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Chinese firm confident of beating the 2017 deadline for SGR project

By Abigael Sum | May 2nd 2015
A section of the Standard Gauge Railway line at Mtito Andei in Makueni County. It is projected that 170 of the SGR line will pass through the county where residents in Mtito Andei and Makindu have been compensated to move from the project area. [PHOTO: PHILIP MUASYA / STANDARD]

The Chinese contractor for the Standard Gauge Railway (SGR) is confident of beating the June 1, 2017 deadline to complete the multi-billion shilling project.

On Wednesday, China Road and Bridge Corporation (CRBC) said it has cleared 385 kilometres of the railway corridor of 472 kilometres of the entire line. The firm said it has further built 443 kilometres access roads that will facilitate construction of the railway line.

CRBC said it has built 40.24 kilometres of railway subgrade while its subsidiary works have started. Also, 5,948 linear metres of railway bridges have been completed with 875 piles, 154 foundations, 70 bearing platforms and 111 piers and abutments in place. And construction of 266 slab culverts and 2 frame culverts has started.

Two factories for production of railway sleepers and T-beams at Kathekani near Mtito Andei and Emali are operational. The two facilities have so far produced 105,250 sleepers and 148 T-beams, which are key materials in construction of the railway. Each factory has the capacity to produce 1.5 beams a day (three beams are produced every two days) each weighing 120 tonnes and 1000 sleepers a day.

“Since last December when the SGR project officially started, we have made progress on the project and we are on course to complete it on time,” said Julius Li, CRBC Manager for External Relations and Cooperation.

Speaking during a media tour to different railway construction sites, Kenya Railways Managing Director Atanas Maina projected that 60 per cent of the subgrade will be finished by end of year with track layering set to begin early next year. “We are ahead of schedule. We are ordering for the locomotives, wagons and coaches, so we are on course to launch the railway in 2017,” he said. Maina dismissed claims that the structures already constructed do not meet the required international standards and that some have already developed cracks.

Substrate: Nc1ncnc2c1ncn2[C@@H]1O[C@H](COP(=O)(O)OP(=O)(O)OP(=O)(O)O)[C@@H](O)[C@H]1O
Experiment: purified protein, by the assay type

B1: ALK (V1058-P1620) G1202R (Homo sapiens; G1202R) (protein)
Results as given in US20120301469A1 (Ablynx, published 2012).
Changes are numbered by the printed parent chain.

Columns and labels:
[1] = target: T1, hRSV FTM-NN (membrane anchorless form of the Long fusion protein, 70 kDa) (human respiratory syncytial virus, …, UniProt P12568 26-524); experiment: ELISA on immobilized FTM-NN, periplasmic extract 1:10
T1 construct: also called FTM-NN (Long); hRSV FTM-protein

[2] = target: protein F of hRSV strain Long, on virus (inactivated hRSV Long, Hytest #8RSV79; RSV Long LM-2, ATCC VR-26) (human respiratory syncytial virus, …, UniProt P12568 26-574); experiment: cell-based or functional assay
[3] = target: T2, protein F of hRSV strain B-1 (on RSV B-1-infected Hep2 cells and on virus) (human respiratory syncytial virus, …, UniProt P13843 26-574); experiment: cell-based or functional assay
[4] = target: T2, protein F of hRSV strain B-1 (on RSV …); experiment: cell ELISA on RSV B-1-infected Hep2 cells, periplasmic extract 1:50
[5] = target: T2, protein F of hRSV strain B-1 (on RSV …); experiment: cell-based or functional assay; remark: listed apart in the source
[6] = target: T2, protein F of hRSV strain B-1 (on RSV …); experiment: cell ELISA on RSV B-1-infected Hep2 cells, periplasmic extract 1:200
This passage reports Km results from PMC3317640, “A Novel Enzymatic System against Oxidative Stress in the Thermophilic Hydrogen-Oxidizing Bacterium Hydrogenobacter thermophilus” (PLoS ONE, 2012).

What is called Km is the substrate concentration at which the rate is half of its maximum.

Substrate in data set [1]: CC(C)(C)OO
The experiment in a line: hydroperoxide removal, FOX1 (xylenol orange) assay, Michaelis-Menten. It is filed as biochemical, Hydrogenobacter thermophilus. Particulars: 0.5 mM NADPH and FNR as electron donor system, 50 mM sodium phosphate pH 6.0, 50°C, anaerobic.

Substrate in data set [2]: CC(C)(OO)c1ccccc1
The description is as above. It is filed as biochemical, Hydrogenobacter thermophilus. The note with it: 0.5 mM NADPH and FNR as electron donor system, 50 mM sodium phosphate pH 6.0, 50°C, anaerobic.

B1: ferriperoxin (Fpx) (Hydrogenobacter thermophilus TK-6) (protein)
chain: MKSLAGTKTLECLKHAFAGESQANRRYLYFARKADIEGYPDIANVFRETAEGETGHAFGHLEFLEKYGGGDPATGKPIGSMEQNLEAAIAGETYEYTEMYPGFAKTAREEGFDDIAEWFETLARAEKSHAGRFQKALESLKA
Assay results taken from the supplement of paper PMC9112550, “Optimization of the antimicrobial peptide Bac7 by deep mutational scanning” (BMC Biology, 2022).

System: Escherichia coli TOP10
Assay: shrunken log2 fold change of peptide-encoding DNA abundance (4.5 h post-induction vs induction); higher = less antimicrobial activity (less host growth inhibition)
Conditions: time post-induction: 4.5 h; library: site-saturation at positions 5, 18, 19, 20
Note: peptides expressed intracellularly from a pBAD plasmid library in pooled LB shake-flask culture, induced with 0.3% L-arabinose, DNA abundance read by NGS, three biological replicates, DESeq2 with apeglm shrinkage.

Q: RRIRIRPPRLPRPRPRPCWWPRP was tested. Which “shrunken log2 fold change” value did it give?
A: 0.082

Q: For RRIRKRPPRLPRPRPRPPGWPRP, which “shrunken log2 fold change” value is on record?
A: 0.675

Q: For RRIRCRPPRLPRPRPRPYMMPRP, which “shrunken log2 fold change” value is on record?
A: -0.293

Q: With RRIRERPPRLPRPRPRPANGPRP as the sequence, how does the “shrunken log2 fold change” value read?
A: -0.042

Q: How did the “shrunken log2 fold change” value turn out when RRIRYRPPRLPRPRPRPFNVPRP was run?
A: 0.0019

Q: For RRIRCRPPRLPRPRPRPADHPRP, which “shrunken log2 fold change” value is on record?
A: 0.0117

“There has been no structural failure, you may have substances in terms of mixtures not working,” he explained. He said there is a team of engineers at every section from both the contractor’s side and the supervisor’s to make sure at every step there is sufficient monitoring to ensure quality is maintained.

Kenya Railways Project Manager in charge of the SGR project, Eng Maxwell Mengich said high international standards of quality assurance are being applied in the construction. “The bridges and structures have been designed to last up to 100 years while the design of the railway will be reviewed in 2035 with regards to traffic volumes and the country’s development,” he said.

Work environment

There are fears however that the delay in land acquisition may hinder progress. Eng Mengich said the contractor is yet to secure a 30km stretch near Mombasa and Nairobi but they are hopeful that the National Lands Commission will hasten the land compensation process and finalise it in the next two months.

“We are in process of finalising land acquisition on a 30km stretch from Athi-River to Nairobi (448km-472km) and near Mombasa (0-15km),” said Mengich.

The number of employees for the project now stands at about 10,000 but expected hit 30,000 at the peak of the project. The minimum wage for a worker is Sh411 per day. “We trying to improve on the work environment of the employees. We are continually reviewing the working conditions of the workers,” he said.

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